Schools are reaching a crisis point. By 2025 there will be 3 million young people of secondary school age, but not enough young people are choosing to become teachers themselves. Teacher training places are going unfilled. Early last September, half of places on some such courses were sitting empty with just days to go before classes began.
Government recruitment targets have been missed in the majority of subjects, including physics (by 19 per cent) and mathematics (by 16 per cent). Design and Technology only reached 41 per cent of its recruitment target this year.
Meanwhile we’re shedding existing teachers from our schools at record rates: 10,000 departed the profession between 2010 and 2015, and the pace of that loss is speeding up as disillusionment grows. Another £3bn cut to budgets is anticipated in the coming years – likely to be confirmed in Andrew Hammond’s Spring Budget next month – meaning that spending will reduce by 8 per cent per secondary pupil within the next three years.
In short, there simply aren’t enough teachers to educate our young people and it’s a crisis that is entirely politically manufactured.
Three years ago, half of teachers said they were considering leaving the profession. At that point, as well as dealing with a spiralling workload, they were also being insulted each morning on the radio, in the press or in parliament by the then Education Secretary Michael Gove. The very man who should have been fighting their corner in an age of cutbacks instead spent his days inventing some very creative names for teachers: “the blob”, the “enemies of promise”, “soft bigots” with “low expectations”.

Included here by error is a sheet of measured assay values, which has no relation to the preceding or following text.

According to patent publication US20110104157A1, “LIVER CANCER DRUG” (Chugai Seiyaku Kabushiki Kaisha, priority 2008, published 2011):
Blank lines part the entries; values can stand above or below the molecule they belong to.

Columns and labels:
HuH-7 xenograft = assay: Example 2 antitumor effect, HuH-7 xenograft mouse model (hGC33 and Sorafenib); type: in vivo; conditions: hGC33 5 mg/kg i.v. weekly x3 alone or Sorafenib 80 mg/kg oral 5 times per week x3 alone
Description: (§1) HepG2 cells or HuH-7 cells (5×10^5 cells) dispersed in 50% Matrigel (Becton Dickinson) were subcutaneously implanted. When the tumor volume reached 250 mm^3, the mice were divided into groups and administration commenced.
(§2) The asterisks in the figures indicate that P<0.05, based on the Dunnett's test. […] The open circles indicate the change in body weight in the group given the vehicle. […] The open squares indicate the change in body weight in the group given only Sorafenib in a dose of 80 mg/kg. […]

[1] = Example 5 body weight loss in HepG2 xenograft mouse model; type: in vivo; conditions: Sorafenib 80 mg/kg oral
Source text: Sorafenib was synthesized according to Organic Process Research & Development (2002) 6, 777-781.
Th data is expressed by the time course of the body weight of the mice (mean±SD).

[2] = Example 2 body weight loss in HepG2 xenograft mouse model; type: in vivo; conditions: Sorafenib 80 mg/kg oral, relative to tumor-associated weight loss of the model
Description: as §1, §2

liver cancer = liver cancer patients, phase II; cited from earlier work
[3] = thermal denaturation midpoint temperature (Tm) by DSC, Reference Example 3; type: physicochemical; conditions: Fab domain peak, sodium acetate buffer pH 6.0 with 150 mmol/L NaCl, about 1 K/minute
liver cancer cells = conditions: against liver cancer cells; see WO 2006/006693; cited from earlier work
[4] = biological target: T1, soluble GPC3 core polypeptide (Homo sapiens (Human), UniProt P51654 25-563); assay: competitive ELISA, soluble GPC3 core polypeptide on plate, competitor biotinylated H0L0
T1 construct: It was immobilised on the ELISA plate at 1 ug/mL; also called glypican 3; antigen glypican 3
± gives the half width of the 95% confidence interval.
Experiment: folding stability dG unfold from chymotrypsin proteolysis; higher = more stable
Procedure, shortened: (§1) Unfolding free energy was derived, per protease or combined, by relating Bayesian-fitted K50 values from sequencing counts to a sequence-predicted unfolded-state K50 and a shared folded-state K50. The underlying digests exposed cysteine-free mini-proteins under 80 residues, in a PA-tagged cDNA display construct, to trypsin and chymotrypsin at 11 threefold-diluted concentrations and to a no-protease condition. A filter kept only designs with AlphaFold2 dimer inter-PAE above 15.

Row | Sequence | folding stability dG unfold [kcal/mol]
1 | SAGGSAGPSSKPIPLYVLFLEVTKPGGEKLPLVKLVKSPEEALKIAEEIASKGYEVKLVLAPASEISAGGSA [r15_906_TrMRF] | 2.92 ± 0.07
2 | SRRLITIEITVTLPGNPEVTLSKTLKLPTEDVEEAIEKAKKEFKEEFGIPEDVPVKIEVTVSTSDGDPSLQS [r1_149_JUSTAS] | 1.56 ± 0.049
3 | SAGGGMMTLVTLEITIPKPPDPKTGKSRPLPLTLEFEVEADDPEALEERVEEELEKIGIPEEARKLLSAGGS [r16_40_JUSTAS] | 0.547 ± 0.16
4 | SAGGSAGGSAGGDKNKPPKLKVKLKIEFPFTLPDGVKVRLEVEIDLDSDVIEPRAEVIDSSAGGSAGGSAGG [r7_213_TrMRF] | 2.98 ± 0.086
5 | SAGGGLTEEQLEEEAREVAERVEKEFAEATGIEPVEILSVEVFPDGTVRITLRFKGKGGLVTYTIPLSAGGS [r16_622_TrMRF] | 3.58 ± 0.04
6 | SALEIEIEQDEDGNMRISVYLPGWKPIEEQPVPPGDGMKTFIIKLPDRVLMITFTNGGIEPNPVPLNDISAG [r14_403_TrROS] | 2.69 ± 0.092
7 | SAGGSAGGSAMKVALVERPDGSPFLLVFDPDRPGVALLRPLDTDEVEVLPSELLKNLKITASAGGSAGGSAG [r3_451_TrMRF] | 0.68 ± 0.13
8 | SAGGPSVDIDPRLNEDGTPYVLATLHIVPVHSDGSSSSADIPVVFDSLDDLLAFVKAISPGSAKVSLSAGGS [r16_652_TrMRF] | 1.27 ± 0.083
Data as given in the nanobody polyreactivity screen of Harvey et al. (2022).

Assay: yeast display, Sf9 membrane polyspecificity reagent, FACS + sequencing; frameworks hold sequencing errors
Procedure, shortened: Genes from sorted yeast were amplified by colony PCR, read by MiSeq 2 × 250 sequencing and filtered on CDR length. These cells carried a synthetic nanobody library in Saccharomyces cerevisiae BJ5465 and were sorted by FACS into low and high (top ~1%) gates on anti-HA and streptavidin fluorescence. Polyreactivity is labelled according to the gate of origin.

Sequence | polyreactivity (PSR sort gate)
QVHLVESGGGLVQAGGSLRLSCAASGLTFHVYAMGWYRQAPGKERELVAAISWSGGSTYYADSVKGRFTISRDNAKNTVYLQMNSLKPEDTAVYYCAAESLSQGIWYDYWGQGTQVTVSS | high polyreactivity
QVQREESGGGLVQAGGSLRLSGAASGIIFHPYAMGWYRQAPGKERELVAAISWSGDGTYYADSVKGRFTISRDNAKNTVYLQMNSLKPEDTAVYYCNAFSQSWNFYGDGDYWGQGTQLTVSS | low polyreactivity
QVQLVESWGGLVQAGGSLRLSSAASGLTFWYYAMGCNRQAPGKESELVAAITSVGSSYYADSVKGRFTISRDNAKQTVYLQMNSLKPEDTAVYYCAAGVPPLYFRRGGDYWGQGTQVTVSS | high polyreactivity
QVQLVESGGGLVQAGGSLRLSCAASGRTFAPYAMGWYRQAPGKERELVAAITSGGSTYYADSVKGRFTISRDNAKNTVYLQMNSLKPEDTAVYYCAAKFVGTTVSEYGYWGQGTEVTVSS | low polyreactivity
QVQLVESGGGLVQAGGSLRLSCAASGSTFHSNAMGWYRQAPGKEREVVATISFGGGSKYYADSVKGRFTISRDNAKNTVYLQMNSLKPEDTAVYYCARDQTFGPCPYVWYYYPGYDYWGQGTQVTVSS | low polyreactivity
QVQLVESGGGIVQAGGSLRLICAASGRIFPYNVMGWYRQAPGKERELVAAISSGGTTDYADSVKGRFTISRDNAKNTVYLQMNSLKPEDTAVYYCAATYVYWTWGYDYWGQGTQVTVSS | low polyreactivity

Gove was later replaced by Nicky Morgan, who, instead of repairing fractured relations, sought to rub salt into the glistening wounds. She accused teachers of “doing battle” unnecessarily with the Government and “doing down the profession they represent in the process”. And, when similar research was carried out last year, nothing had improved.
MPs picked apart the result of all this mud-slinging this week: “As the population grows, efforts to recruit and retain good quality teachers become even more critical,” they warned. “While recruiting sufficient new teachers is, of course, necessary, the Government should place greater emphasis on improving teacher retention … Not only is this a more cost-effective way to tackle some of the issues, but more teachers staying in the profession for longer would strengthen the pool of leadership positions.”
But why would anyone want to put in the hours (60+ per week, of which less than half is actually spent in the classroom teaching children) to build their career to leadership level when the Government pig-headedly refuses to do the one thing that would actually help solve this problem: listen to teachers, and acknowledge what they are saying?
Teachers aren’t uniquely sensitive creatures; they are experts in their field and, by voting with their feet and leaving their vocation, they are sending a warning to the Government that something is seriously wrong. And it’s easy to discover what, because they have been talking about it openly for years.